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Pac 12 Football Preview -- North Division
by Scott Spreitzer - 08/10/2011
PAC-12 PART ONE:
A lot of questions have to be factored into the new Pac-12. Will Oregon and Stanford be able to overcome serious losses in the trenches?
Will Oregon State climb back above .500 after a losing campaign in 2010? The South Division has some questions of their own. Will USC
use the opportunity to win the division as motivation to overcome their second year of probation? They aren't eligible to play in the league's
inaugural title game - and probation keeps them from going bowling for a second straight season. Will Dennis Erickson finally put it all together
in Tempe in what may be his final chance at a conference title and national championship run? And with Arizona way down this season, can
newcomers Colorado and Utah stay out of the South's cellar? Bottom line: The new Pac-12 is the most intriguing conference in 2011, in
Jim Harbaugh is off to the NFL, but Andrew Luck stayed put. Yes, the Cardinal have to replace 11 starters and they have a lot of new faces
in the trenches on both sides of the line of scrimmage. The offensive line loses a lot of talent, but does return a pair of all-conference performers.
And while they aren't as experienced up front - the talent is there which will keep the drop-off at a minimum. The defensive line loses all but
one starter - but Stanford has shown an ability to overcome that problem. In fact, last year's defensive line had just one returning starter, also.
And making up for the inexperience in the trenches is the fact that they play San Jose State, Duke, and rebuilding Arizona in their first three games,
before a bye week on September 24. The schedule is quite manageable with five roadies at Duke, Arizona, Washington State, USC, and Oregon State.
Only one of those five teams went to a bowl game last season. The home slate includes Oregon and Notre Dame, but the team finishes the season with
three straight home games, with their final roadie coming on November 5.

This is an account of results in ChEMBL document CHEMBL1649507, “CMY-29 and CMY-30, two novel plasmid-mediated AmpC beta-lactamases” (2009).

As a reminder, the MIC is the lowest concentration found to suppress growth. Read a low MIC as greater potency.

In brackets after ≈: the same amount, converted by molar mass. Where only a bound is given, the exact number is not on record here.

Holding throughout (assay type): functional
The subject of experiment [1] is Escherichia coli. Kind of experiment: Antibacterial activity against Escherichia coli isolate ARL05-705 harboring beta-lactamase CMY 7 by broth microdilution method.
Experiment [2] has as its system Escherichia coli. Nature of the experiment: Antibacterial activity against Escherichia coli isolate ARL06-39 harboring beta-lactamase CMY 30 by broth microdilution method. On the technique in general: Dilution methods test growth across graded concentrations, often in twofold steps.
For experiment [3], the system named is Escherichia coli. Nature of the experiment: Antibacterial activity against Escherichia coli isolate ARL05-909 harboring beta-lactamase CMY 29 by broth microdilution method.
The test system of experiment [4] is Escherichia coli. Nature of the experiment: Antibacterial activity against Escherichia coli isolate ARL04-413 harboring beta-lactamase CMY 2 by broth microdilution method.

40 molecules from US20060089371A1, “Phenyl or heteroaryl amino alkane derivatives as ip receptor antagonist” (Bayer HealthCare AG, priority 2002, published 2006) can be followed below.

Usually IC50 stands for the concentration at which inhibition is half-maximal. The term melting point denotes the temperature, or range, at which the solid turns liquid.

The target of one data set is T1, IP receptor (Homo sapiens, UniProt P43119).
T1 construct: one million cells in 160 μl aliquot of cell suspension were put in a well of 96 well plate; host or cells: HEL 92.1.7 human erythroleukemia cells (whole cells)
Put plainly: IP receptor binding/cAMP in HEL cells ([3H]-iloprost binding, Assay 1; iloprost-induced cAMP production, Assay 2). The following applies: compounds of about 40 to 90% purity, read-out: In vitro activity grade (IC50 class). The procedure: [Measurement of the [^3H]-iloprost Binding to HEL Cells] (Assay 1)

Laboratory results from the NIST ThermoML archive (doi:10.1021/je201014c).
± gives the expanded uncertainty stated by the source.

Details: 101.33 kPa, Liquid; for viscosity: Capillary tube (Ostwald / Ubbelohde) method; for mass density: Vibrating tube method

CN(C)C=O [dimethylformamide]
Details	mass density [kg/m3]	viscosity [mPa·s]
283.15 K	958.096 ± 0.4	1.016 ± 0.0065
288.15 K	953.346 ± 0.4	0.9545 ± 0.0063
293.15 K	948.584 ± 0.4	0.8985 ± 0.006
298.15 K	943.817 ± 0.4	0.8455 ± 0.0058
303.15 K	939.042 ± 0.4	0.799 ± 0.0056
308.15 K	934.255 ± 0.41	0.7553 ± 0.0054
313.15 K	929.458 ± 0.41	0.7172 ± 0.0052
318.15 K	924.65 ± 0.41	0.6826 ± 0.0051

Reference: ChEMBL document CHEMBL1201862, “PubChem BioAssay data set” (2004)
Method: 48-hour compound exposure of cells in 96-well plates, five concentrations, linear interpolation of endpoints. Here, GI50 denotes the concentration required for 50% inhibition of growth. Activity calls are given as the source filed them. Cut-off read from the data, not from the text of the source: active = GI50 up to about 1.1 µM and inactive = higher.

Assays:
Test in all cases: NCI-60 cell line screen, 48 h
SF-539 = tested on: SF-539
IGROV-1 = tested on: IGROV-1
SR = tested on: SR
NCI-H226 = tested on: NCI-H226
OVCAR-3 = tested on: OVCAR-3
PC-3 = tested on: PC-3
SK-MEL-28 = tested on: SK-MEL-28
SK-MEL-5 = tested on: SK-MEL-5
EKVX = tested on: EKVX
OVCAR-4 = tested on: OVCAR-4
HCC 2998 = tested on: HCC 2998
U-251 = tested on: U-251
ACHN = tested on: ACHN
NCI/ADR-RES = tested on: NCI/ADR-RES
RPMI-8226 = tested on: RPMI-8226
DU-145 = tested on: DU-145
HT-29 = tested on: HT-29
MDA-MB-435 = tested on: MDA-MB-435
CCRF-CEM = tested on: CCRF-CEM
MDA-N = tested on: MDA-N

Oregon will duke it out with Stanford for the North Division title in my opinion. The Ducks are going through some off-field issues right now, but I don't
believe it'll be a distraction once the season gets underway. Like Stanford, Oregon returns just 11 starters. Also like the Cardinal, the Ducks will need
to replace several starters in the trenches on both sides of the ball. But it must be noted that the offensive line, despite a lack of experience, is loaded
with blue chip talent. The drop-off should occur on the defensive line where the team loses all but one starter, not to mention, will likely be starting
a pair of underclassmen at defensive tackle. The LB corps is also going to take a step backwards, and because of the front-seven, I do expect the secondary
to drop-off a bit. The defensive backfield is loaded, but will no longer have the front-seven to allow them to concentrate only on their task at hand.
The secondary will need to "help out" more often in 2011. The offensive skill positions are as good as it gets and could be involved in a few shootouts
throughout the season. Following a tough opener against LSU (Arlington, Texas), the Ducks face a pretty easy slate until their October 15 meeting with
Arizona State. They do get the Sun Devils in Eugene. Their final three games of the season are not easy...at least on paper. Oregon closes the season
in Palo Alto on November 12, followed by home games against USC and Oregon State. I don't see a second straight 12-1 season and I do expect Oregon
to drop 2-3 games in 2011, finishing second in the North.
Maybe we should expect a lot out of Oregon State this season. After all, it seems like HC Mike Riley is at his best when his program isn't expected to
do much. The Beavers do return eight offensive starters, but lose seven on defense. Ryan Katz is back at QB, but the team does lose Jacquizz Rodgers